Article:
# Number Devil Activities: The First Night

Are you reading by Hans Magnus  Enzensberger?  Try some of these fun activities after reading chapter one, The First Night.

1) Graphing Dreams:

Tired of dreaming crazy dreams every night, Robert felt relieved when the Number Devil visited him in his sleep. Do you remember your dreams? Are they crazy? For the next 10 days plot the number of dreams you remember having each night on this line graph. Be sure to label the abscissa (the x axis) and the ordinate (the y axis) and give your graph a title. At the end of the 10 days calculate the average number of dreams you had each night. If you remember any crazy dreams you’d like to remember, jot them down on the back of the page.

2) Summarizing a Mathematician:

Learn about a mathematician such as Euclid or Pythagoras.  Write a summary of what you've discovered.  Be sure to tell what you think made him or her a great mathematician.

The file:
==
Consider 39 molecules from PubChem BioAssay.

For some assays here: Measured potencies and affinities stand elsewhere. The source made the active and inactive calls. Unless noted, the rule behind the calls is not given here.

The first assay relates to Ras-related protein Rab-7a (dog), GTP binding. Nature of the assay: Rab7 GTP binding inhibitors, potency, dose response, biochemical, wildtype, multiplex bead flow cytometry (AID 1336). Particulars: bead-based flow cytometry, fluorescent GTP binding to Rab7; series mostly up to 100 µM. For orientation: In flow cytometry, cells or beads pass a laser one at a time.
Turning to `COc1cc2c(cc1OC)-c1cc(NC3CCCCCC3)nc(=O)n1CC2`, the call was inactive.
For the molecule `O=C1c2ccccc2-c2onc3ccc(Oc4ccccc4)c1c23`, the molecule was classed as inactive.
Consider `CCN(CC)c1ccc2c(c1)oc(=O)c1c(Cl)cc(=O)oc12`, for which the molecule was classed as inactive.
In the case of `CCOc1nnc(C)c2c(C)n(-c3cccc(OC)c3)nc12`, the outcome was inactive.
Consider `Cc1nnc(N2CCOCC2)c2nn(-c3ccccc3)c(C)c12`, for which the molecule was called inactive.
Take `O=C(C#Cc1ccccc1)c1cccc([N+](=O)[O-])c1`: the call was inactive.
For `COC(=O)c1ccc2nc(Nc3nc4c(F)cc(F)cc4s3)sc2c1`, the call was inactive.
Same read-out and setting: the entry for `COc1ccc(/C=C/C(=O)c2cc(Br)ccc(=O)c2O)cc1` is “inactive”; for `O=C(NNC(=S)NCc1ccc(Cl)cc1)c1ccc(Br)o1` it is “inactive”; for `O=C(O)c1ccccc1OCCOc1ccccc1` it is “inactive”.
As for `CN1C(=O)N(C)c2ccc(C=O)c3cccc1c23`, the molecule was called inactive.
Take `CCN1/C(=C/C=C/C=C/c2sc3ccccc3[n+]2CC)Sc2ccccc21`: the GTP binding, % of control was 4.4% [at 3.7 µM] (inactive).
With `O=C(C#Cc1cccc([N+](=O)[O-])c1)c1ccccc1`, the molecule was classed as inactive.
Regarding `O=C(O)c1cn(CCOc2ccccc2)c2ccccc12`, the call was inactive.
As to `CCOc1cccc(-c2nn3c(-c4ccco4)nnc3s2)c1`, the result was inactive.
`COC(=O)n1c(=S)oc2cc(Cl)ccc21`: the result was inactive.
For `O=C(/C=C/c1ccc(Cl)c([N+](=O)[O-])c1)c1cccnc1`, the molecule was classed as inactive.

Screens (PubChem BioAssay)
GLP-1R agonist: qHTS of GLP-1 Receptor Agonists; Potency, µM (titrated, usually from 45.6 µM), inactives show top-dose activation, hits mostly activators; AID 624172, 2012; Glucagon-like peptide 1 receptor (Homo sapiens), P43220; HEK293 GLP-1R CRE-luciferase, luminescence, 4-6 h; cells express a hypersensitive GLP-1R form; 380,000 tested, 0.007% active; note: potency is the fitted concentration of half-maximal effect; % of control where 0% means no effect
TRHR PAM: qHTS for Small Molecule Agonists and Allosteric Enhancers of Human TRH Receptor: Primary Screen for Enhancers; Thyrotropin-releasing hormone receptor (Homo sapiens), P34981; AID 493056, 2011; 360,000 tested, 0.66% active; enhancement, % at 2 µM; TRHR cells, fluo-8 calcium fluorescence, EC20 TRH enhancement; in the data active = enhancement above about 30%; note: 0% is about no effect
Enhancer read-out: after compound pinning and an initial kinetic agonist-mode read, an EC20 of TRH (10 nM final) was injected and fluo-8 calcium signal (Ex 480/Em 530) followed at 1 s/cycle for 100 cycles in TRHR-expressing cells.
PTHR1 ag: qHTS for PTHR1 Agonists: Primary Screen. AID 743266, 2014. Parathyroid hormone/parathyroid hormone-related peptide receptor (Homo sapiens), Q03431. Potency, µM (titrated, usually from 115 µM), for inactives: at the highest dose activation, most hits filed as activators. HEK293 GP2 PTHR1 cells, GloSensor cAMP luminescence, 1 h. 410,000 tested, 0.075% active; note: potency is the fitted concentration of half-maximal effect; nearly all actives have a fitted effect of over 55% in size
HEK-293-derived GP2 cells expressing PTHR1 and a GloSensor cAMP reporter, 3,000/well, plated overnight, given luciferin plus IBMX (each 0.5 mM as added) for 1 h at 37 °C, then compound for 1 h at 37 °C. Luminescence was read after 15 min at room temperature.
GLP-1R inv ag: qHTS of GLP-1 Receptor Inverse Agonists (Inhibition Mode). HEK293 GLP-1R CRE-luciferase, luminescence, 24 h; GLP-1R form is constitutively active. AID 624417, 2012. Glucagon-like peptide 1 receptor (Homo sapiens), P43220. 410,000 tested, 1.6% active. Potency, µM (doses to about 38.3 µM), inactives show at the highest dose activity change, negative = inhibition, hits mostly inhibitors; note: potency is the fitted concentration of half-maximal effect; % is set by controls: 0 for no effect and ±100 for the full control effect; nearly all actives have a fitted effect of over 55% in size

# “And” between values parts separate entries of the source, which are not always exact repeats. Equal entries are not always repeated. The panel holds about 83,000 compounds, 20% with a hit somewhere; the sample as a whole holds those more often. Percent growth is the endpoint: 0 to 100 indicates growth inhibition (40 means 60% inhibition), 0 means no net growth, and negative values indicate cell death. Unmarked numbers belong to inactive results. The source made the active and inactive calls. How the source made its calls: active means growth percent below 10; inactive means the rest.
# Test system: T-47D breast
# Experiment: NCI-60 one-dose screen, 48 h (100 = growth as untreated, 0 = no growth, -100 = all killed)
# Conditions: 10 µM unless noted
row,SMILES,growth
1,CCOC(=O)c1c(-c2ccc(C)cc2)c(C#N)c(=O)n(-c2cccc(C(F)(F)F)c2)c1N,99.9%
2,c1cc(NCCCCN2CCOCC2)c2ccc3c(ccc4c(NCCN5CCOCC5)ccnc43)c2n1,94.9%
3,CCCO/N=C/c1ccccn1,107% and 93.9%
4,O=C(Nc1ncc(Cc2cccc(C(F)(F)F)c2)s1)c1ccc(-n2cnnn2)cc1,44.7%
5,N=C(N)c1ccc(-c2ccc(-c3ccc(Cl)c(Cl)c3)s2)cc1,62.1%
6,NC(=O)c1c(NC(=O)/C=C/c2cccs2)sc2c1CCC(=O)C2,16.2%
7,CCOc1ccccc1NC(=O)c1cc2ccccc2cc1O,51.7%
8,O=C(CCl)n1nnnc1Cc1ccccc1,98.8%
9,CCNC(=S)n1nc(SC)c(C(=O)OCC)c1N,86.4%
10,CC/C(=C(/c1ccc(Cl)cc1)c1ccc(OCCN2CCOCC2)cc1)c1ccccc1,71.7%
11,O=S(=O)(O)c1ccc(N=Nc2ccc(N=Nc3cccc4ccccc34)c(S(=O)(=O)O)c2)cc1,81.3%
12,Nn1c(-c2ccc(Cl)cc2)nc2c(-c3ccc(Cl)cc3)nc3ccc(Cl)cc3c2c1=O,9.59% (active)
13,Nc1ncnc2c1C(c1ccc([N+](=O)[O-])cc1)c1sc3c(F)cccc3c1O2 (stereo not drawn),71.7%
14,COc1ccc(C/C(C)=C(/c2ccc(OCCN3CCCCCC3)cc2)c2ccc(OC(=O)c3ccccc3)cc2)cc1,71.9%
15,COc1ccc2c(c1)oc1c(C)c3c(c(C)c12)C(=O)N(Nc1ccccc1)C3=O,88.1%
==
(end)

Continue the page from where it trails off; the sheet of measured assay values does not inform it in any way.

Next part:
The Number Devil said, "Most genius mathematicians are bad at sums."  Does this seem to be true of your mathematician?  Why or why not?

3) Gum Challenge:

Up for a challenge?  Cut a piece of gum in half.  Cut each half in half again.  And again.  How many times can you halve the halves?

4) Investigating Palindromes:

When the Number Devil multiplied 1,111 by 1,111 the answer was 1,234,321.  A number that is the same forward and backward it is called a palindrome.  A date such as the 20th of February, 2002 (20-02-2002) is a palindrome.  What is the next palindromic date that you can think of?  Palindromic words include words such as ANNA or LEVEL.  Music can also be composed with a palindromic pattern such as the 3rd movement of Joseph Haydn's Symphony #47 (nicknamed The Palindrome).  The longest palindromic word in the English language is the onomatopoeic word, TATTARRATTAT.  Many people have fun writing sentences and poems in palindromic patterns such as  A MAN A PLAN A CANAL PANAMA.  What words and sentences can you think of that are palindromic?

Learn more about palindromes.  Read and figure out the clever riddles.

Listen to the 3rd movement of Joseph Haydn's Symphony #47.

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